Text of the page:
Joe Biden calls Vladimir Putin 'killer', craves more tension

After US President Joe Biden's interview on ABC, in which he answered a few questions about Russia and Russian President Vladimir Putin, the ruble rate declined against the dollar and the euro.

Ruble falls after Biden's remarks

As of 15:45, the dollar climbed to 73.76 rubles, and the euro - to 87.8 rubles. The dollar reached 74 rubles at peak, and the euro - up to 88 rubles.

Joe Biden said that he had a long conversation with his Russian counterpart. He warned Putin that Russia would be punished for his crimes, if they are proved.

US President Joe Biden wanted to hold Russia accountable for the alleged interference in US elections.

"He will pay a price," Biden said in an interview that aired Wednesday on ABC's "Good Morning America". "We had a long talk, he and I, and relatively well. And the conversation started -- 'I know you and you know me. If I establish this occurred, be prepared.'" Biden said.

On March 16, US intelligence released a report accusing Russia and Iran of meddling in the 2020 presidential election. Washington accuses Moscow of trying to support the re-election of ex-President Donald Trump, discredit Biden and "sow discord" in the American society. Allegedly, Iran also attempted to show influence on the elections in the United States and tried to prevent Trump's victory. In this regard, the United States already announced sanctions against the two countries.

Biden: Putin is a killer

ABC's George Stephanopoulos also asked Biden whether he thinks the Russian president is a "killer." Biden replied positively.

"The price he's going to pay, you'll see shortly," he added without giving further detail.

He noted that there are still areas in which Moscow and Washington can find common ground despite the two powers' chilled relations.

"There are places where it's in our mutual interest to work together," he said. "That's why I renewed the [New] START agreement. That occurred while he's doing this."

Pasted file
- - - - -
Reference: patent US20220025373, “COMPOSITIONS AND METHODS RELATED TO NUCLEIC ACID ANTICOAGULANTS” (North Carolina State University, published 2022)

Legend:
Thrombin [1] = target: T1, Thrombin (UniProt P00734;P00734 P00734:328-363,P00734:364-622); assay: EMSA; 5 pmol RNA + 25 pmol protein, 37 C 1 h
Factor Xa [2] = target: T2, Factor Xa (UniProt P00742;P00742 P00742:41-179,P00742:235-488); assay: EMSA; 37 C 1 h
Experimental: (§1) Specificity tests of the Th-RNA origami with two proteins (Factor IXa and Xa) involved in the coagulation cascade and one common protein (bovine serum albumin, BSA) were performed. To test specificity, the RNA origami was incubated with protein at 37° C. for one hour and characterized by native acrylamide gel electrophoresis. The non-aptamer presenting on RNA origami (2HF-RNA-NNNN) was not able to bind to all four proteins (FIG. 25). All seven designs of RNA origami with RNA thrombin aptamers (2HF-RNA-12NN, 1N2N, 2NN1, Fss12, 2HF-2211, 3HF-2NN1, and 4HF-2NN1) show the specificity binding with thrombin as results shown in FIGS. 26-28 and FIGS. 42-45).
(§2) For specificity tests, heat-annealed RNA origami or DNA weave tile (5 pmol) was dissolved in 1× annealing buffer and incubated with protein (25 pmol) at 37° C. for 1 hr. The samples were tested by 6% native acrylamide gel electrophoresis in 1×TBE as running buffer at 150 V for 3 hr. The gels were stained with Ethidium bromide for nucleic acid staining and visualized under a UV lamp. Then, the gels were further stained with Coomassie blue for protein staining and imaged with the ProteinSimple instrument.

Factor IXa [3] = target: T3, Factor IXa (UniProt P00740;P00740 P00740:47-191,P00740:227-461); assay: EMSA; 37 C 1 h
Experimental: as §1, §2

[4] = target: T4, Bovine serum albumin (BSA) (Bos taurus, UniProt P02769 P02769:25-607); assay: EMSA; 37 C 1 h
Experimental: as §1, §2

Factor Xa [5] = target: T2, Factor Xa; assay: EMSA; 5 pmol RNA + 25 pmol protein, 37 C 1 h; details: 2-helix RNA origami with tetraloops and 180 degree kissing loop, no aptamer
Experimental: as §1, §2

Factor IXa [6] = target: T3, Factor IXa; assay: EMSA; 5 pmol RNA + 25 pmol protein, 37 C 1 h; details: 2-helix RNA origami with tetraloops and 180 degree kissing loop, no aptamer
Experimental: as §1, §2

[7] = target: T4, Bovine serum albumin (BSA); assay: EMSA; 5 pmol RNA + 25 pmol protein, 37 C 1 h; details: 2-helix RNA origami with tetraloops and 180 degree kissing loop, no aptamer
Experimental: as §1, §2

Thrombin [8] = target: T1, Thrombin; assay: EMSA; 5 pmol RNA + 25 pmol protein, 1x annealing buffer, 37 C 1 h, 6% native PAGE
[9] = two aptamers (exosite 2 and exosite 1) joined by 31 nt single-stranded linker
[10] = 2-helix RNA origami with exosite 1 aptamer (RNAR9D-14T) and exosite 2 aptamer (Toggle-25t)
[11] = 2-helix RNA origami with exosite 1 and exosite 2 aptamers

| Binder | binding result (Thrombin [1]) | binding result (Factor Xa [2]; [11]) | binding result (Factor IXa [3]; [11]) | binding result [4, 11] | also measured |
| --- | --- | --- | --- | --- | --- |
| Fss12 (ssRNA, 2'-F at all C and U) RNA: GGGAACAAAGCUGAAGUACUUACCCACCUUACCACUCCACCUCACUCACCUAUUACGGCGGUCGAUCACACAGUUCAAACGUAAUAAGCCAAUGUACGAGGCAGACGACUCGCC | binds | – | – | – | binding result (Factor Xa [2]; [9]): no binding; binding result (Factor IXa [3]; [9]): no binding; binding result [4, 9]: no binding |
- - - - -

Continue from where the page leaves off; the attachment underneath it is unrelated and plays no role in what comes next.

Biden insults and attacks all of Russia

State Duma Chairman Vyacheslav Volodin responded to US President Joe Biden's remarks about Russian President Vladimir Putin.

"Biden insulted the citizens of our country with his statement. This is a hysteria due to impotence," said Volodin. The politician also stressed that attacks on the head of state are equal to attacks on the whole country.

Will Putin respond to Biden's attacks?

Political scientist Fyodor Lukyanov wonders how Russia is going to respond to Biden's attacks and when.

"Don't they just terminate diplomatic relations after this? Or do the uttered phrases have no significance at all? Are words related to actions here? Are we willing indeed to cooperate with the USA on the questions that the USA is ready to cooperate on?" he wonders.

According to political scientist Dmitry Drobnitsky, Joe Biden insulted Russian President Putin in the past.

"Of course, it's up to the Russian leader how to relate to this. Yet, one may say for sure that Biden's former boss Barack Obama, and certainly Donald Trump, avoided such rhetoric. Biden loosened his tongue too much here," Dmitry Drobnitsky told Pravda.Ru.

"I don't really understand what is changing now. It's not for me to advise the protocol service, but it's very strange how (Vladimir Putin) can meet with such a person," the political scientist said.

Vladimir Batyuk, the head of the Center for Political-Military Studies of the Institute of the USA and Canada, set out a hope that the remarks from the US president would not have any special consequences.

"This episode per se - both the question and the answer - gives a very clear illustration of the degree of Russophobia in the United States. It also proves that the US political class, including the US media, is completely unprepared for any normal constructive dialogue with our country," the expert told Pravda.Ru.

"This situation is not new at all. At the same time, it shows that even if someone had any illusions after Mr. Biden took office as president and extended the US-Russian treaty on the limitation of strategic and offensive arms, then even the remnants of those illusions are now gone," Vladimir Batyuk told Pravda.Ru.